Most Common Ways People Pay for Long-Term Care Expenses

Have you ever sat down and tried to figure out how you may cover long-term care expenses in the future, should you incur them? If not, you’re not alone. Most Americans don’t. They simply assume that their health insurance is going to cover it or they think Medicaid will pick up those expenses. You could have a long-term care insurance policy and be paying long-term care insurance premiums to cover the expenses.

Long-Term Care Insurance Premiums San Diego CA - Most Common Ways People Pay for Long-Term Care Expenses

Long-Term Care Insurance Premiums San Diego CA – Most Common Ways People Pay for Long-Term Care Expenses

The harsh reality is that very few if any, primary health insurance policies cover long-term care expenses. They cover short-term care for a few weeks, then they stop paying. As far as Medicaid is concerned, in most states it only covers one type of elder care, which is nursing home care, but it only starts covering after the individual has exhausted all their available savings and assets. In some states, that can include the equity in your home.

That means you might very well be on the hook for long-term care expenses if you, your spouse, or other legal dependent requires these services and supports at some point in the future.

Let’s look at four of the most common ways people pay for long-term care.

1. Out-of-pocket.

This is the most common way people do it. What does that mean? You would be tapping into your savings, most likely. After you’ve exhausted that, if the long-term care needs continue, you may have to cash out some investments.

Depending on how long that care and support is required, you may find yourself having to take out a reverse mortgage or think even more creatively for ways to pay for these expenses because you didn’t realize Medicaid won’t cover them, even though you or your spouse are well into your 70s at that point.

2. Medicaid.

Even though we just talked about Medicaid, this type of coverage is only available to low-income families that qualify for it. Just because you reach the magic number of 67 (or 69 or whatever it may be at the time you finally reach retirement age) doesn’t mean you automatically qualify for Medicaid.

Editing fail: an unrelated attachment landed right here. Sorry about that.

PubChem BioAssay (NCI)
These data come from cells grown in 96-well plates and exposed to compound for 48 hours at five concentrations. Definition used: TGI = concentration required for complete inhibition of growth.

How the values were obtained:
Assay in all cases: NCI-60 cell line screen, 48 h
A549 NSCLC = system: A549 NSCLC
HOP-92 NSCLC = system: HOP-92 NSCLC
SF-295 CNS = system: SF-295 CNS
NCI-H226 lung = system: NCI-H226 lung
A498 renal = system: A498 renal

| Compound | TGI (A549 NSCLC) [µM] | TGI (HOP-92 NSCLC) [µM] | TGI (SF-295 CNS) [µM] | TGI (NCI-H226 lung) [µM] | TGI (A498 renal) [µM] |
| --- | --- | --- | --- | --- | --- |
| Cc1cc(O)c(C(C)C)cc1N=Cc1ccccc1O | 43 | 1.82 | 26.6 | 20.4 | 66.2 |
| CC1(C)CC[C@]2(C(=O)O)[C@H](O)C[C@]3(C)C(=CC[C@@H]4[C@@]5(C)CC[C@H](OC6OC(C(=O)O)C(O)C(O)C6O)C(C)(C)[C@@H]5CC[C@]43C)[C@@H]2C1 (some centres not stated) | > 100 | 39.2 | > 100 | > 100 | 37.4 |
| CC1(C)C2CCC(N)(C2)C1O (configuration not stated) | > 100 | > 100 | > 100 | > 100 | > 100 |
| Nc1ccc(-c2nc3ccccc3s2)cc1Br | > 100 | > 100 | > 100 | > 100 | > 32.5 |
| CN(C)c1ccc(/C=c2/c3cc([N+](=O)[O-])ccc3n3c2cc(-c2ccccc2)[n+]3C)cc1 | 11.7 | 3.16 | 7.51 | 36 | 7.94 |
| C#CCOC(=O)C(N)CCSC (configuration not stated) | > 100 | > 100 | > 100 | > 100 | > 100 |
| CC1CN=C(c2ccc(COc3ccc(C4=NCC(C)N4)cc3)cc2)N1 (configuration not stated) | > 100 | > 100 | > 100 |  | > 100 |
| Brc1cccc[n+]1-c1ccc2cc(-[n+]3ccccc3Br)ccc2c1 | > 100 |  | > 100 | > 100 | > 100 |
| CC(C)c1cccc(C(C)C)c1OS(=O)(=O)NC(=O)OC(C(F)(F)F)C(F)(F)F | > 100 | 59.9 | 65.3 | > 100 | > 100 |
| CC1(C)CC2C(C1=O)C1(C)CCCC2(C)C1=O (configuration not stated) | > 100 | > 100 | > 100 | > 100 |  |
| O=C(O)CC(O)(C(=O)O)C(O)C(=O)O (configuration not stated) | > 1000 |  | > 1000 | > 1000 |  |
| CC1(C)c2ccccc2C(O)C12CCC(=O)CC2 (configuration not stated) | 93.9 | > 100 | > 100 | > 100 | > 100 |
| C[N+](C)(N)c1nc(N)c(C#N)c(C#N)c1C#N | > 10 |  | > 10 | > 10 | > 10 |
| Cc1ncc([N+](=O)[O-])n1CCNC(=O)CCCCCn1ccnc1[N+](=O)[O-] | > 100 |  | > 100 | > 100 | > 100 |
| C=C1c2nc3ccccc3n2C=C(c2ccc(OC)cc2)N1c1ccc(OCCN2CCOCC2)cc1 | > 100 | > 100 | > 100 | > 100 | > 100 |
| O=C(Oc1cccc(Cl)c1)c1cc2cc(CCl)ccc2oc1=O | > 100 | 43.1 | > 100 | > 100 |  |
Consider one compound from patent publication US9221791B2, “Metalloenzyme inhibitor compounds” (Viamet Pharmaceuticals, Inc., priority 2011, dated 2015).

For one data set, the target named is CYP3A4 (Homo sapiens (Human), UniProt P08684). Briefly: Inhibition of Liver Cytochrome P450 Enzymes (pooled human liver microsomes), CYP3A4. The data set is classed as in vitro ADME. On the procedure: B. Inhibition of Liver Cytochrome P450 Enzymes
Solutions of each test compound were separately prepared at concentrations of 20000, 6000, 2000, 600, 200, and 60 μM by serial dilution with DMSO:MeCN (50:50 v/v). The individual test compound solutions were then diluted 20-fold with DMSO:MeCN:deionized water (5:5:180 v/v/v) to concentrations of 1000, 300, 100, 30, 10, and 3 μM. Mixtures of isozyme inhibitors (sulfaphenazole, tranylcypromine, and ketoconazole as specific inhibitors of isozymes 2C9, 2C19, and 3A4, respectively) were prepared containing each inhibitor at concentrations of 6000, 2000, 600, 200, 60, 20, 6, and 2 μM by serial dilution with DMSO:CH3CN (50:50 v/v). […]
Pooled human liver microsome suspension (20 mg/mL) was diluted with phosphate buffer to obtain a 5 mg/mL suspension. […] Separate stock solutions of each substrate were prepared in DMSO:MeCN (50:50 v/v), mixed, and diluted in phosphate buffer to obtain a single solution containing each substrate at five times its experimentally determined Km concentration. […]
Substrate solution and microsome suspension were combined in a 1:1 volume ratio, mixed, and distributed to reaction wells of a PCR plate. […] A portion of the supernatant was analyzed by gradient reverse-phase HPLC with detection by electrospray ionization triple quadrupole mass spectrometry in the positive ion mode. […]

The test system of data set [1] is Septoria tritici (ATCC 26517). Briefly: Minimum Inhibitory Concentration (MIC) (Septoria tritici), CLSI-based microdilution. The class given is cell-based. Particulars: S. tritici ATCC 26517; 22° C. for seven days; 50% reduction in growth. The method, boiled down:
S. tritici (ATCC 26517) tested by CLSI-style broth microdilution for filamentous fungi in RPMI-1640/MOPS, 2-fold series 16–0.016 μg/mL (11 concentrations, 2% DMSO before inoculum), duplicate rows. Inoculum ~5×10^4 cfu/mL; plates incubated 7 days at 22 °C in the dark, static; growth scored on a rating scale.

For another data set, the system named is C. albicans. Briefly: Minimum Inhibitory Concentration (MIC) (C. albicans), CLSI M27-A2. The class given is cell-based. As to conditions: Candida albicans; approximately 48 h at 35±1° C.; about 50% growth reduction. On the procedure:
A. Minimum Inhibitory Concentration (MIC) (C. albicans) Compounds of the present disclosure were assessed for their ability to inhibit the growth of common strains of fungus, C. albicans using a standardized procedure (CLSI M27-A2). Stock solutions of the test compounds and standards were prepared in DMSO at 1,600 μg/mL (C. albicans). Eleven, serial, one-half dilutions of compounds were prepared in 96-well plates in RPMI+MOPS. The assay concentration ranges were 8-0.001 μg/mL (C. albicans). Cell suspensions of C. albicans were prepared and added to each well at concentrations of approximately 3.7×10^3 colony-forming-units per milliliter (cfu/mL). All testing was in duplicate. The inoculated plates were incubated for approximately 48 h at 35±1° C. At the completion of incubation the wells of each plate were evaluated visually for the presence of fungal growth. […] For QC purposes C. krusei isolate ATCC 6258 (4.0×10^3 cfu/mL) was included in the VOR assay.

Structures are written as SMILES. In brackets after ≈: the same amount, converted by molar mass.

Medicare and Medicaid are two different things. Let’s say, for example, that you are low-income and would qualify for it. Income and assets are always used in determining eligibility. If you do qualify for Medicaid, they may take control of your assets when you pass away to make sure they are repaid for what they cover.

3. Family members or friends.

Too often, men and women in their golden years of life assume that their adult children and other family members and friends will step up to provide care for them if needed. This may seem reasonable, but most people have their own lives, and careers, are raising children of their own, and have other responsibilities and won’t be the best caregivers.

Plus, they may not be able to help cover long-term care expenses once you realize how expensive it can be.

4. Long-term care insurance.

This is the best way to cover long-term care expenses during your retirement years of life. An average policy may cover up to three years of long-term care expenses. But, it’s best to start a policy as soon as you can so you are not denied coverage because of your age, family history of health issues, personal health issues, or other factors.

When you want to protect yourself, your spouse, your family, and other dependents for the future, look into long-term care insurance today.

If you or a loved one are considering Long-Term Care Insurance Premiums in San Diego CA, please get in touch with Steve Elliott at Capstone Insurance for an honest discussion about your future and your options. Call today at (858) 350-3161.

Steve Elliott